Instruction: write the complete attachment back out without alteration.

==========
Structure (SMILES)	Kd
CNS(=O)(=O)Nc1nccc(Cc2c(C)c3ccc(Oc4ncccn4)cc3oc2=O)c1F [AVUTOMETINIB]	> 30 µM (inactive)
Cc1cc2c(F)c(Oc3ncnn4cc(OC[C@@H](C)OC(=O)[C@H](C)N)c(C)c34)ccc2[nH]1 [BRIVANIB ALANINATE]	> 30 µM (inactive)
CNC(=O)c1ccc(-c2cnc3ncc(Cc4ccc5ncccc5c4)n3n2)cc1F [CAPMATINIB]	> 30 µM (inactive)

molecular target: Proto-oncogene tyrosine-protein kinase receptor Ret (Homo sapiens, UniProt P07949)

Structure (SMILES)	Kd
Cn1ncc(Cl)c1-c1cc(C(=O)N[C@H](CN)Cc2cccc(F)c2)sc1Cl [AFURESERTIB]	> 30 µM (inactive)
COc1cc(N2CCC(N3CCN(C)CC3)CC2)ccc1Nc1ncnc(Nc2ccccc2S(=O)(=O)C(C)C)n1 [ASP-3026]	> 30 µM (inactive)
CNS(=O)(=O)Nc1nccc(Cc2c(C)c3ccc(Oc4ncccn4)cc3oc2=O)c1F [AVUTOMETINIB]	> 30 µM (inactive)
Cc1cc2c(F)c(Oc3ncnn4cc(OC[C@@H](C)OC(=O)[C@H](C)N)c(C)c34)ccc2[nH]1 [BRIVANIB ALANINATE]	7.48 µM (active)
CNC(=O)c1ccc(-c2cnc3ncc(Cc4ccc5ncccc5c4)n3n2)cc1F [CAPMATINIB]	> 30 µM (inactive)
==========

Structure (SMILES)	Kd
CNS(=O)(=O)Nc1nccc(Cc2c(C)c3ccc(Oc4ncccn4)cc3oc2=O)c1F [AVUTOMETINIB]	> 30 µM (inactive)
Cc1cc2c(F)c(Oc3ncnn4cc(OC[C@@H](C)OC(=O)[C@H](C)N)c(C)c34)ccc2[nH]1 [BRIVANIB ALANINATE]	> 30 µM (inactive)
CNC(=O)c1ccc(-c2cnc3ncc(Cc4ccc5ncccc5c4)n3n2)cc1F [CAPMATINIB]	> 30 µM (inactive)

molecular target: Proto-oncogene tyrosine-protein kinase receptor Ret (Homo sapiens, UniProt P07949)

Structure (SMILES)	Kd
Cn1ncc(Cl)c1-c1cc(C(=O)N[C@H](CN)Cc2cccc(F)c2)sc1Cl [AFURESERTIB]	> 30 µM (inactive)
COc1cc(N2CCC(N3CCN(C)CC3)CC2)ccc1Nc1ncnc(Nc2ccccc2S(=O)(=O)C(C)C)n1 [ASP-3026]	> 30 µM (inactive)
CNS(=O)(=O)Nc1nccc(Cc2c(C)c3ccc(Oc4ncccn4)cc3oc2=O)c1F [AVUTOMETINIB]	> 30 µM (inactive)
Cc1cc2c(F)c(Oc3ncnn4cc(OC[C@@H](C)OC(=O)[C@H](C)N)c(C)c34)ccc2[nH]1 [BRIVANIB ALANINATE]	7.48 µM (active)
CNC(=O)c1ccc(-c2cnc3ncc(Cc4ccc5ncccc5c4)n3n2)cc1F [CAPMATINIB]	> 30 µM (inactive)